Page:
On the role of the courts…
Justice Sotomayor said a lack of understanding of the proper role of the courts leads people to deep anger and disappointment when a court rules against their wishes.
“When cases come to us it’s an all or nothing generally. There’s a winner and … there’s a loser. And in that kind of adjudication, all we can say is ‘This is the law that was passed. This situation sits on this side of the line or that side of the line.’ But we’re not making a moral judgment about whether that line is in the right place. That moral judgment is made by the society. By its participants. By the people who make laws and the citizens who inform that process.”
Justice Gorsuch followed up on this point. “If you don’t like our answer – and often we don’t like our answer – it is just what the law requires … the right way to fix it is through the ‘we the people’ legislative process.”
Gorsuch then provided statistics to “paint the picture” of the true state of the rule of law:
- The Supreme Court of the United States only hears about 70 cases per year.
- Within those 70 cases the High Court manages to reach unanimous agreement 40% of the time, despite being nominated by five different presidents.
- The 5-4 decisions that receive so much press represent about 25% of our docket every year.
- These decisions, the associate justice noted, are not all one side or the other. There were 10 different 5-4 combinations the year before last.
- These statistics: 40% cases decided with unanimity and 5-4 decisions representing 25% of the Court’s decisions, are the same figures in place in 1945 when President Roosevelt had appointed eight of the nine justices.
“I think if we are doing as well as they did then, we ought to be pretty proud of our rule of law in this country,” he concluded.
On judges making decisions based on politics over rule of law.
Justice Sotomayor said she believes too much attention is given to the outcome, without enough consideration given to the judicial approach.
“What people react to is bottom lines,” she said. “Has the judge ruled in a particular way I like … [focusing] on the outcome rather than the reasoning. And I invite people not to get sucked up into that assumption.”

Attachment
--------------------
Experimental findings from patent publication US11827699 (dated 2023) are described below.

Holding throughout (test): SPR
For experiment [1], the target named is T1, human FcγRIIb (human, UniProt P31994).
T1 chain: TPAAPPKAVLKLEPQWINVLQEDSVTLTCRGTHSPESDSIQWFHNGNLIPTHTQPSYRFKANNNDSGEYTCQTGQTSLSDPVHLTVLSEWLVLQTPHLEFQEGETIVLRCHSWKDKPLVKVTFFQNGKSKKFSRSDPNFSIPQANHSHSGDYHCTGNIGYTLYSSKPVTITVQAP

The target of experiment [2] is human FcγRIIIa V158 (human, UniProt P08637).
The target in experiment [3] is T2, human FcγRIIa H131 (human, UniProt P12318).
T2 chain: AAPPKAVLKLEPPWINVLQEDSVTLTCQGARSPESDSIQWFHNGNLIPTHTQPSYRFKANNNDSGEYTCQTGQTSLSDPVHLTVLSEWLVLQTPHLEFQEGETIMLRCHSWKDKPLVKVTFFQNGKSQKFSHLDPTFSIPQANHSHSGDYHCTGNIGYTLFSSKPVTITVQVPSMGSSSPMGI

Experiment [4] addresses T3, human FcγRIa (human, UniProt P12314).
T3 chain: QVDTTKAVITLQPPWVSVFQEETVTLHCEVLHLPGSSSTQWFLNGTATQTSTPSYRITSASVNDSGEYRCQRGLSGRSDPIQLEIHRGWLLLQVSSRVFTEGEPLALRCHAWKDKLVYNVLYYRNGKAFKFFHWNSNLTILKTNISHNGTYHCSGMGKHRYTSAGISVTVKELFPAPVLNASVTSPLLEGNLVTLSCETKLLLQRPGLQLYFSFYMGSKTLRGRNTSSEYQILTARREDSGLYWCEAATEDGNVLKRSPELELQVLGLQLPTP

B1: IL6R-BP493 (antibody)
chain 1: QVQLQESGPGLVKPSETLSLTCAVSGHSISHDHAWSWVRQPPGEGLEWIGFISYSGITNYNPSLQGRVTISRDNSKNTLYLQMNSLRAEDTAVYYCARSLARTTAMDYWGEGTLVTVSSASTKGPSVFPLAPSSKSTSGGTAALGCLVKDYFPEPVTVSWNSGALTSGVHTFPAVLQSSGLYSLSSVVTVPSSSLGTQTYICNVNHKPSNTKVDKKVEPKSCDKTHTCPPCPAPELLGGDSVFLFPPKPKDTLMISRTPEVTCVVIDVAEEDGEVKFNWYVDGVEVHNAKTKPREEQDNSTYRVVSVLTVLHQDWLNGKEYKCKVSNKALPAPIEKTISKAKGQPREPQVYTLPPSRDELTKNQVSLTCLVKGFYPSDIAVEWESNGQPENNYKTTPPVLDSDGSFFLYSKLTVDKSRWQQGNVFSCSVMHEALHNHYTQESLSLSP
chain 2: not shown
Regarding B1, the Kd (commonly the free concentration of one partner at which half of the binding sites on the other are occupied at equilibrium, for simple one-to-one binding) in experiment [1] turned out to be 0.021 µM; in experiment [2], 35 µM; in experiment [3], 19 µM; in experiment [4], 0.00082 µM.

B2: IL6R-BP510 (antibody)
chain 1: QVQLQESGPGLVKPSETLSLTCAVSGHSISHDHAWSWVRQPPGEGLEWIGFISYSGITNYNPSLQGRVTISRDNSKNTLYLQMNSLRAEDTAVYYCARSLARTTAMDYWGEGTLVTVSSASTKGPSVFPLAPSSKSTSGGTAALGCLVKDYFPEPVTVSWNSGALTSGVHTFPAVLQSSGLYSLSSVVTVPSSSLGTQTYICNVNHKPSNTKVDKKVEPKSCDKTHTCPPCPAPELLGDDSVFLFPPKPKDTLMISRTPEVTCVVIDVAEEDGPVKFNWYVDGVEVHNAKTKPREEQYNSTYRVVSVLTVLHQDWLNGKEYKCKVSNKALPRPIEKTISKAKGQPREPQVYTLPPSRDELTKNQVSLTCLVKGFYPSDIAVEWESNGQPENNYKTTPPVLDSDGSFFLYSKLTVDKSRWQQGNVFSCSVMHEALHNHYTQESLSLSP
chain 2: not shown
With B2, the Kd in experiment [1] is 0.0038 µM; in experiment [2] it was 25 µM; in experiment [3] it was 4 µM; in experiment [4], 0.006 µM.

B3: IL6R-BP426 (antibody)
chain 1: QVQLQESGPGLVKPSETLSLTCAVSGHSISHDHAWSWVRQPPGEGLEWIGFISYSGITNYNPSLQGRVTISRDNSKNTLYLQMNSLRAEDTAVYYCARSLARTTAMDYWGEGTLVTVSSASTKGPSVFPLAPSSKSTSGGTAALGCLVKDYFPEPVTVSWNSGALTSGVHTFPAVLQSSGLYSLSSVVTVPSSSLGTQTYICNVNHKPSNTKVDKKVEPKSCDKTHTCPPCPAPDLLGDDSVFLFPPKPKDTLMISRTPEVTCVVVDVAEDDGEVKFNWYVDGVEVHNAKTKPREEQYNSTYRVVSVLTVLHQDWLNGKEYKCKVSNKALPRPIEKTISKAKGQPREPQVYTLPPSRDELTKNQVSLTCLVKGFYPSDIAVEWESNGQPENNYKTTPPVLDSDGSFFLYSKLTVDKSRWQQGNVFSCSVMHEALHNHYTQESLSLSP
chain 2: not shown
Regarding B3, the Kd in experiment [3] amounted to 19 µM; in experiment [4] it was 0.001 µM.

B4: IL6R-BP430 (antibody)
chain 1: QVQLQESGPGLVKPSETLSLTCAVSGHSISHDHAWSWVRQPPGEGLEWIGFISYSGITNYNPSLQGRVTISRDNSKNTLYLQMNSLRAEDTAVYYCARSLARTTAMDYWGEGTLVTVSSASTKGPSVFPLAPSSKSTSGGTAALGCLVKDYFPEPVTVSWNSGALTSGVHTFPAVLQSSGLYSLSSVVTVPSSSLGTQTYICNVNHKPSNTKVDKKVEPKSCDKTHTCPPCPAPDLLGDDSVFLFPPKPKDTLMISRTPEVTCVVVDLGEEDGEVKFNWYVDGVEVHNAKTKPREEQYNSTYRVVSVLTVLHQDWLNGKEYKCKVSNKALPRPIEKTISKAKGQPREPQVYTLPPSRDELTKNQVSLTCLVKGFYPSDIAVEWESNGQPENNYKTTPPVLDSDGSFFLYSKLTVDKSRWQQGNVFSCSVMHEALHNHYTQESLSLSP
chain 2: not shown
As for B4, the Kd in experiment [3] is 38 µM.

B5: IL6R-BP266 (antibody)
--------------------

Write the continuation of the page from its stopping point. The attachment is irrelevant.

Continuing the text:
Justice Sotomayor then suggested if people read the dissenting opinions on decisions with which they disagreed, they would pause to recognize both sides have good arguments.
Justice Gorsuch followed up on that point.
“If there’s a dissent, it might be really good. And it might just turn out to be right later, too. Often years later the Supreme Court will decide that dissent was the wise view of the law and the right view of the law. And maybe we acted too hastily. Maybe we missed something. The notion that because we disagree, we’re doing it politically or for any other reason than we think this is the best view of the law I just think is belied by history, belied by what we do every day. The disagreements we have are legal disagreements.”
On their message to young people…
Justice Sotomayor hoped the next generations would not be discouraged by the state of the world as it exists now.
“We adults have not done a very good job in the world we’re leaving you,” she said. “As you look at it you probably could get discouraged thinking of all the problems that abound. … So, what is it that gives us hope? For me, it’s you! We’ve messed it up. We haven’t found the solutions to these problems. I have confidence that you can do a better job than we could do.”
Justice Gorsuch encouraged young people to find their passions and seek the American dream. “I just say to you, figure out what your passion is and then don’t let anyone stop you. If all of us do that and try to be our best selves, we raise the ship. It helps the country. It helps our families. And it’s good for us. And that is the American dream. So, I encourage you to grab it and make it happen.”